By Rachel Wilson-Lowe
Having a good relationship with your supervisors can make the PhD process infinitely easier. But whilst the PhD can seem like an all-consuming part of our lives as students, it is important to remember that supervisors have a multitude of duties (not just supervising your project); they have juggle their research, teaching, other student projects, and oh yeah their personal lives.
I find it helpful to think of the supervisor/student relationship like a dog owner and a pupper. Like the doggos staying at home during the human working day, we are often left with big chunks of time to amuse ourselves and have no firm concept of what our owners are doing whilst they are away. Our supervisors are the owners; our projects make up only a part of their lives. So when they are not responding immediately to our emails or requests for feedback, they are not snubbing us, but instead are dealing with their own personal and professional lives. But like pet owners, they are thinking about us and hoping we are happy, healthy, and not chewing up the sofa. Ok, I don’t really have a clear metaphor for the couch part of this analogy, but I’m hoping you get the point!
Listen, I know it can be difficult when your supervisors aren’t responding quick enough to your liking or when holiday schedules are interfering with deadlines. It can be hard to imagine that your project doesn’t hold the top spot in their list of priorities, like it does for you. But I came to this realisation quicker than most.
I started my project with two incredible supervisors, however within my first year, one is off on maternity leave and one has moved to Australia. Obviously amazing, positive changes in their lives and I am so incredibly happy for them (I am now also constantly scheming to have a supervision meeting in Australia somehow)! But I’m human, so of course I wondered how this would affect my PhD project.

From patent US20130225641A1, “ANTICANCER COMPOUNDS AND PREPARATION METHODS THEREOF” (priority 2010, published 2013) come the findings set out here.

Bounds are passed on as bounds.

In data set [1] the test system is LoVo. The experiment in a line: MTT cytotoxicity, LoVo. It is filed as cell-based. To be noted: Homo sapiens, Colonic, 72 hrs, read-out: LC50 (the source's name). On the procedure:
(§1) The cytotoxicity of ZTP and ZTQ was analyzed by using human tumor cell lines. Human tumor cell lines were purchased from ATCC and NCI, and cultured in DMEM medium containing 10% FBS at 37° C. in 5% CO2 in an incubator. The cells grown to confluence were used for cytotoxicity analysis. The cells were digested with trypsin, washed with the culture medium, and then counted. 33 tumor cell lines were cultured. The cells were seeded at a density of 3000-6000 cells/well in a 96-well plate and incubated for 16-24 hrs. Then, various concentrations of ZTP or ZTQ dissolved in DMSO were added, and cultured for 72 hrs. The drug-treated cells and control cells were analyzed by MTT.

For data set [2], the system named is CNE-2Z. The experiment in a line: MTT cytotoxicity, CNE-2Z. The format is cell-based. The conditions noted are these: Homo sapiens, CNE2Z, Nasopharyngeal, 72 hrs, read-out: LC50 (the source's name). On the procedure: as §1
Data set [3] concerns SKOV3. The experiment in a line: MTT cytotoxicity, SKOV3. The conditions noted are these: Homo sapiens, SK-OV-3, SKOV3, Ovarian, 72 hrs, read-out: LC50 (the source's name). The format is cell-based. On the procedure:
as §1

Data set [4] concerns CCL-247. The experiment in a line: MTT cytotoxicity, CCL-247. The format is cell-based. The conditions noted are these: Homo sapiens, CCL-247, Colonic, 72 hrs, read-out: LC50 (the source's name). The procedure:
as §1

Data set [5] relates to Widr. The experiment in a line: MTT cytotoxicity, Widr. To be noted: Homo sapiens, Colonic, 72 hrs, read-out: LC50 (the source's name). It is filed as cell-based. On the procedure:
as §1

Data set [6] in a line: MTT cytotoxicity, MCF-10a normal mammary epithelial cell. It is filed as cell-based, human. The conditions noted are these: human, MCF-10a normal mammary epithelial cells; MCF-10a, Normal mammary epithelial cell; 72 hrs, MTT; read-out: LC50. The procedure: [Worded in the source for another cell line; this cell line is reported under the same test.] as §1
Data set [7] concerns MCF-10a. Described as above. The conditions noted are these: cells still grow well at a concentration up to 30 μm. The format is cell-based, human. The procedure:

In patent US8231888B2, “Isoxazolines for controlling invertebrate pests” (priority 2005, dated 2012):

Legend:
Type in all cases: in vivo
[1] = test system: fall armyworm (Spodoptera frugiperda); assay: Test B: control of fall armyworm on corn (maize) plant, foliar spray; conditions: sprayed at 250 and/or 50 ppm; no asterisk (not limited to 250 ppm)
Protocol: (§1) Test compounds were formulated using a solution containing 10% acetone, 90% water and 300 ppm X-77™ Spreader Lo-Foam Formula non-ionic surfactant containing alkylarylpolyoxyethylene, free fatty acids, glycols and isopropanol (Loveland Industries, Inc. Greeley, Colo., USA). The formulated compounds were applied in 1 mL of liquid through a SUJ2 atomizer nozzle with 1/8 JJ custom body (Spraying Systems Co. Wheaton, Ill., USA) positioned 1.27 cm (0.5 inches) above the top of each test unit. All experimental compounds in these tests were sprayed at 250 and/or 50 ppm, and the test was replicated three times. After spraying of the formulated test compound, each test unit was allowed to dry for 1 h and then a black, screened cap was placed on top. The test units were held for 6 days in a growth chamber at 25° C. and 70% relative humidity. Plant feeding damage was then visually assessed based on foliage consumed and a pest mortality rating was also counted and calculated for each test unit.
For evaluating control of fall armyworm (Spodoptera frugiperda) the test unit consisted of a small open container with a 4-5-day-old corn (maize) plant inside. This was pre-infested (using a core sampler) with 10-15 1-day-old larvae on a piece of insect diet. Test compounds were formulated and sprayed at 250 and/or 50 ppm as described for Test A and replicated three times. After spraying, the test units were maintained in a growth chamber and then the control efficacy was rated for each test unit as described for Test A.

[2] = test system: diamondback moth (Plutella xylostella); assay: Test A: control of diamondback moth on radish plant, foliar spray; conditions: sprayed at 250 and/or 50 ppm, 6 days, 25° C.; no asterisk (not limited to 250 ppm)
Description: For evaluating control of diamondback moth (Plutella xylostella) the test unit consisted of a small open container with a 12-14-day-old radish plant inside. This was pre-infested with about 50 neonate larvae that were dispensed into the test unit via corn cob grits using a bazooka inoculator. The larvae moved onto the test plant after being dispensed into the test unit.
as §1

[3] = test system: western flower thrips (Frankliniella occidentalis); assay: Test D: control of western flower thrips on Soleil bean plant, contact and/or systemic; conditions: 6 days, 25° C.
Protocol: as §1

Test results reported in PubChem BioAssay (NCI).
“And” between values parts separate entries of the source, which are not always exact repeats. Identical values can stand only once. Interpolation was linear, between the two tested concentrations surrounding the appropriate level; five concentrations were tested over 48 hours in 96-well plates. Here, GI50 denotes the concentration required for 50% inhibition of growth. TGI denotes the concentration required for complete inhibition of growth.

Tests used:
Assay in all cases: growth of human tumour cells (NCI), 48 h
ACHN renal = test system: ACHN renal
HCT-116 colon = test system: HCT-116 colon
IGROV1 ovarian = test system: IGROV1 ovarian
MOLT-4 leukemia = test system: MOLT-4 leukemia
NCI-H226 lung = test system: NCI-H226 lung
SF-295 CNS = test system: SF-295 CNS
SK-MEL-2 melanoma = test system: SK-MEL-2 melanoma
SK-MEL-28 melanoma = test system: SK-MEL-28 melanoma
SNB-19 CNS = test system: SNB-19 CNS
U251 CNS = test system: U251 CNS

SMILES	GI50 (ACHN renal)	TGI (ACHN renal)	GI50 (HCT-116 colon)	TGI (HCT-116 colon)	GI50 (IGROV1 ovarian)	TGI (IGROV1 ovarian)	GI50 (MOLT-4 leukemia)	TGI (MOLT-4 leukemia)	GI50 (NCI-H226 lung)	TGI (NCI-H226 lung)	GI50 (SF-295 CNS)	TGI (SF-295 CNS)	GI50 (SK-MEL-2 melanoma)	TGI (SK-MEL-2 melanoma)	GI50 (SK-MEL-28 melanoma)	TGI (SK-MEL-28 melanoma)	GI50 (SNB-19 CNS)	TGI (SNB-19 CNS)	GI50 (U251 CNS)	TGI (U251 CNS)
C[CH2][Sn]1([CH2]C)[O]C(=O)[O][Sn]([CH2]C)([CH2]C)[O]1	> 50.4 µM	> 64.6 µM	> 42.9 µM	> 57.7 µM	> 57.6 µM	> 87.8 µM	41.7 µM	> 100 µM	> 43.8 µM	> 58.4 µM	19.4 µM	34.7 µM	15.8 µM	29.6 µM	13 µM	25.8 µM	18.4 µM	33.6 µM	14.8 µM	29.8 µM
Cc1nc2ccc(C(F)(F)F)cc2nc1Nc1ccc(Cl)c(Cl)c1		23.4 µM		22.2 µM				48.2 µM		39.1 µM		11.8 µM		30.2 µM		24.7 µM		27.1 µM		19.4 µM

One tip I found super helpful, and I cannot stress this enough, is communication! Instead of silently worrying that your project will go up in flames if things change from your original plan (which I’m sorry to be the one to tell you this, but aspects of your PhD WILL change at some point during this journey), discuss how these changes will shape your PhD going forward. Don’t be afraid to raise your concerns with your supervisors and ask for help if you need it. That is literally what your supervisors are there for!
My supervisor situation all worked out in the end as we reached the decision as a team to ask another researcher to join my project. My most recent supervisor is amazing and kind. And another person joining mid-project can add a fresh perspective and push your project in a new direction. It all tends to work out for the best as long as you are honest with your supervisors about your concerns and dreams for your project.
So, your relationship with your supervisors is going to change and grow across your PhD project. And sometimes it may feel like you care more about your project than anyone else…which you do! That’s ok! But just because your supervisors have other things going on in their lives, doesn’t mean that they aren’t there for you. Communicate your needs and they will do their best to find a solution that works for both of you!
Rachel Wilson-Lowe is a Sociology PhD student at University of Glasgow. Her research explores women’s experiences of abortion, specifically why/how women are using online spaces to access services and share their stories. She is an advocate for sexual/reproductive healthcare and rights worldwide. You can find her on Twitter @Rwilsonlowe
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